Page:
One of the powerful benefits of acquiring a Buddhist perspective is the application of that perspective to an understanding of current events. What to make of the Occupy Movement, for example, from a Buddhist point of view?
I could pick any number of Buddhist doctrines, but I’ll stick with basics: the “Three Poisons.” The Three Poisons are greed, hatred, and delusion. In Buddhism, these unskillful qualities are the product of two things: ignorance about the true nature of existence, and grasping after a false nature of existence in search of happiness.
While certainly not free from greed, the individuals in the Occupy Movement are collectively calling out the unfathomable greed of the financial institutions embodied by Wall Street. They are also calling out the equally greedy politicians who are paid to do the bidding of Wall Street. These greedy cohorts—in their ignorance of the true nature of happiness—seek an unobtainable, lasting happiness by grasping after grotesque sums of money and limitless power.
The second poison of hatred is clearly evident in the criticism leveled at the Occupy Movement. Castigated as dirty hippies, jobless freaks, or lazy-good-for-nothings that leach off welfare, the Occupiers are hated by others of the “99%” who are also suffering under the yoke of a corrupt and imperial “corporatocracy.” I read a recent Facebook posting by a Marine serving in Afghanistan; it spewed hateful contempt at Occupy Wall Street: “I’m occupying Bagram for you, a**hole! Put down your dope, get off your a**, take a shower, and get a job!”
A Buddhist analysis of such anger points the finger at ego-identification as a probable cause. For Buddhists, unexamined belief in a fixed, permanent ego-self is a cause of suffering. A Marine is embedded in a culture and context that values duty, loyalty, and fidelity. He answers the call to duty in his willingness to place himself in danger; he answers the call of loyalty to the United States by living up to his commitment to serve, even kill; he answers the call of “Semper Fi” by unswerving dedication to the welfare of his platoon members.
And the Occupiers? Instead of being dutiful cogs in a corrupt economic and political system, instead of loyalty to the myth of the American Dream, and instead of faithful consumerism and consumption, the Occupiers challenge the fundamental nature of the very system the Marine is sworn to defend. If the Marine has a strong ego-identification with the military values of duty, loyalty, and faithfulness, the allegiance of the Occupiers to a different set of values may become a threat. I speculate that accepting the view of the Occupiers may set up a cognitive dissonance in the Marine that would be dangerous on the battlefield. His deep aversion to the Occupiers may arise, then, as a misguided, psychic survival strategy or—at the very least—a form of futile ego protection.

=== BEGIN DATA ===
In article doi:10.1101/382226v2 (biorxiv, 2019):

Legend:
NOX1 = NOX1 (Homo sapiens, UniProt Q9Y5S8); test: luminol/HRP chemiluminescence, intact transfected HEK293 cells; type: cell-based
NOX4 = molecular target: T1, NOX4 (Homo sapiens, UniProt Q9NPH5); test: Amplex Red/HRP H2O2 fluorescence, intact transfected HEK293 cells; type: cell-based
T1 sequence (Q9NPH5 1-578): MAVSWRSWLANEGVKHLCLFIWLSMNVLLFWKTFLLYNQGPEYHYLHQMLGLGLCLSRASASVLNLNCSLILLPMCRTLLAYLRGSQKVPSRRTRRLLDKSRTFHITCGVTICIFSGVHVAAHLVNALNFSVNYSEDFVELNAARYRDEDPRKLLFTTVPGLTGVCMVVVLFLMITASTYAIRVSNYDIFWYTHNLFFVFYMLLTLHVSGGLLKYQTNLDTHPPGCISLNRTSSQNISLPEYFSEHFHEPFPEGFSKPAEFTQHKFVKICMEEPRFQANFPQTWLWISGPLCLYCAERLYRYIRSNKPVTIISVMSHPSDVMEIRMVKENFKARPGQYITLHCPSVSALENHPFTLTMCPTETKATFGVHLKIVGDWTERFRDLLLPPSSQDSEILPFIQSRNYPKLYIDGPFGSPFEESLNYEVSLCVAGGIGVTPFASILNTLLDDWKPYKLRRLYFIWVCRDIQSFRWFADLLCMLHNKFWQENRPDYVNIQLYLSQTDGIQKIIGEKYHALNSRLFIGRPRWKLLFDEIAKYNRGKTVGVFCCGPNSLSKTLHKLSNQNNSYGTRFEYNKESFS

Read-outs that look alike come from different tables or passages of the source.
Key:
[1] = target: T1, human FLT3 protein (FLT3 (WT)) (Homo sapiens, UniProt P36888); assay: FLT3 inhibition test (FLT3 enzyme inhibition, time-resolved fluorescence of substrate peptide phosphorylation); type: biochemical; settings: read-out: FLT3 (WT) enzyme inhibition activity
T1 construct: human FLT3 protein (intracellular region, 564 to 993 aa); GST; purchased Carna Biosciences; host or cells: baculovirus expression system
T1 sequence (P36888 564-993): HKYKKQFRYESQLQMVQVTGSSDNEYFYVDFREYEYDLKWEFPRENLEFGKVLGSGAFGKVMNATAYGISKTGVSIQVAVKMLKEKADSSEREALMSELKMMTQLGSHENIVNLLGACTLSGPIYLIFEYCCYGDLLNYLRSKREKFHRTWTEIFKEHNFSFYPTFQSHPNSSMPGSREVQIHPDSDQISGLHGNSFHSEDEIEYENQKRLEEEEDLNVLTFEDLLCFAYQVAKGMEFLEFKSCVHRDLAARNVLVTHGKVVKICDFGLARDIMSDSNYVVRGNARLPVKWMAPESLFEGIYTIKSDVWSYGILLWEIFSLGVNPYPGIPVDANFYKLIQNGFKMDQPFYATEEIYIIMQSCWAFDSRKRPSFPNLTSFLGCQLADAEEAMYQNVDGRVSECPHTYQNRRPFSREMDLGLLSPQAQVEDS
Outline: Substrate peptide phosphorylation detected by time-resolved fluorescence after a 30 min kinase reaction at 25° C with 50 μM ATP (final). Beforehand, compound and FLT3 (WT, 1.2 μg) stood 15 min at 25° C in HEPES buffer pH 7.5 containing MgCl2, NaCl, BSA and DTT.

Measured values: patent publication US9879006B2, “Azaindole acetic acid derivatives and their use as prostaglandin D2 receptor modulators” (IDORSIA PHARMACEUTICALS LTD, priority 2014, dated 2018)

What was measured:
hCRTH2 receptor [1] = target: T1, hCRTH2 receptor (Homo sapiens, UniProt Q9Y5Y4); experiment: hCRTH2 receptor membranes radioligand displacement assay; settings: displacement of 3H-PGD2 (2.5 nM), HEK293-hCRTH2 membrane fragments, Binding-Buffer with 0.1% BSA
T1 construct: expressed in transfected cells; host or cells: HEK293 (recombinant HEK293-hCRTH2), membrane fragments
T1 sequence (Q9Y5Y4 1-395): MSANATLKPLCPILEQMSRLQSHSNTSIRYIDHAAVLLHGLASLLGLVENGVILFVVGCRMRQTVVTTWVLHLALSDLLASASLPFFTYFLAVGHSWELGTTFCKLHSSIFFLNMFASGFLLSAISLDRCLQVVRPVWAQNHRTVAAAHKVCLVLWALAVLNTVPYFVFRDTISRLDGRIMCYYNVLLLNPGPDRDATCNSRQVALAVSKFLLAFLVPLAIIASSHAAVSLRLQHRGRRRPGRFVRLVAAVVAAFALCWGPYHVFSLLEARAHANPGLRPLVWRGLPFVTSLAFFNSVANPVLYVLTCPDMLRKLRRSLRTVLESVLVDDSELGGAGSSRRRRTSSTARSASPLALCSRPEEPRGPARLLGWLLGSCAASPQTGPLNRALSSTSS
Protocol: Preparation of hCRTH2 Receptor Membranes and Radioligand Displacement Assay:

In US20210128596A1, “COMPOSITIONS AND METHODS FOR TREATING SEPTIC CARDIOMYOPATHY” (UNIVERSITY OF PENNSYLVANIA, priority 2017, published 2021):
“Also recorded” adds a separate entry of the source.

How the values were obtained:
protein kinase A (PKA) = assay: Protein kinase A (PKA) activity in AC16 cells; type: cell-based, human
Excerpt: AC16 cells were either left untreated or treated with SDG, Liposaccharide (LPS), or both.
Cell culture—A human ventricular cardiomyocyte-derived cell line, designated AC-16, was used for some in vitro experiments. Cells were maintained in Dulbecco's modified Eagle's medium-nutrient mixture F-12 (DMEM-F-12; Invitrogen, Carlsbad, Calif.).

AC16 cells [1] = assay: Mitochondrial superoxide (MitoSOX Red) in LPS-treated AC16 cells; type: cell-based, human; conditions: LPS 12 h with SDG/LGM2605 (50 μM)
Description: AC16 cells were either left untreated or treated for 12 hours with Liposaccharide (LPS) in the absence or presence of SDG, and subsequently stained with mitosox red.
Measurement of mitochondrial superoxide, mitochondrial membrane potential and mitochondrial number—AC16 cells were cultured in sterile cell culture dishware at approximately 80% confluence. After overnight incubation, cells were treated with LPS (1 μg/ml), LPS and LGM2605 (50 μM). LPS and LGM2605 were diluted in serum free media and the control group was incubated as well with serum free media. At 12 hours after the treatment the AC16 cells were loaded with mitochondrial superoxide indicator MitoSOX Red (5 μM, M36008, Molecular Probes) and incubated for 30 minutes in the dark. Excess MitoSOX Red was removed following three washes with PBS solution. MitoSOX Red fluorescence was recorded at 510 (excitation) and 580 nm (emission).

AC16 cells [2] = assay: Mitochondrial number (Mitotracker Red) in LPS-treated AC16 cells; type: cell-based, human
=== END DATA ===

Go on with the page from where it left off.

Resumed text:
The third poison is delusion. What Occupiers have done well is to question the delusions surrounding our financial and political crisis. Occupiers have given loud voice in calling out delusions known for years by thoughtful critics and bloggers marginalized by traditional media. These delusions include the ideas that: failed and corrupt banks should be bailed out at public expense; the way out of overwhelming debt is more debt; and that we can grow our way out of increasing resource contraction while exporting jobs and profits overseas. Occupiers routinely prick the bubble of these and other delusions. They are a persistent voice for seeing things just as they are. For Buddhists, learning how to consistently see things just as they are is an essential part of liberation.
From a Buddhist perspective, support for these widely-held delusions resides in ignorance and grasping. The bankers have an irrational belief in the permanent capacity of the financial system to generate something for nothing with no risk involved. The big banks are counting on a delusional hope in business-as-usual to permit the satisfaction of their greed. The bankers and politicians grasp after permanence and the promise of happiness they believe comes from amassing money and power. One of the marks of existence for Buddhists is impermanence. Events arise by interdependent causes and conditions, and when the conditions change, the event will fade away. Bankers do not understand this. In their calculations, the debt bubble will never burst. Their ignorant belief in—and unskillful search for—permanence will lead to continued suffering.
Greed, hatred, and delusion. The Three Poisons are a useful guide for understanding the Occupy Movement, the object of its protest, and its critics. If one is sympathetic to the Occupiers and prone to vilify the bankers and politicians, however, another Buddhist doctrine will be most useful: dukkha, the doctrine of suffering. Buddhists teach that we are all born into the grasping and ignorance so evident in the bankers and politicians. No one is born exempt; we are all filled—to one degree or another—with the Three Poisons and suffer as a result. But each one of us has the capacity to wake up, see things clearly, and live a life grounded in wisdom and compassion. Every Buddhist tradition has a path to such liberation. But until awakening or liberation is achieved, the only difference between the so-called 99% and the greedy elite 1%—in regards to the Three Poisons—is one of scale. I am also prone to greed, hatred, and delusion.
Knowing, therefore, that I am not fully-liberated and that I do not fully see the world clearly or live in it just as it is, I am compelled to feel compassion for the bankers and politicians. There—but for the grace of the Buddha’s teaching, the Dharma of Liberation—go I!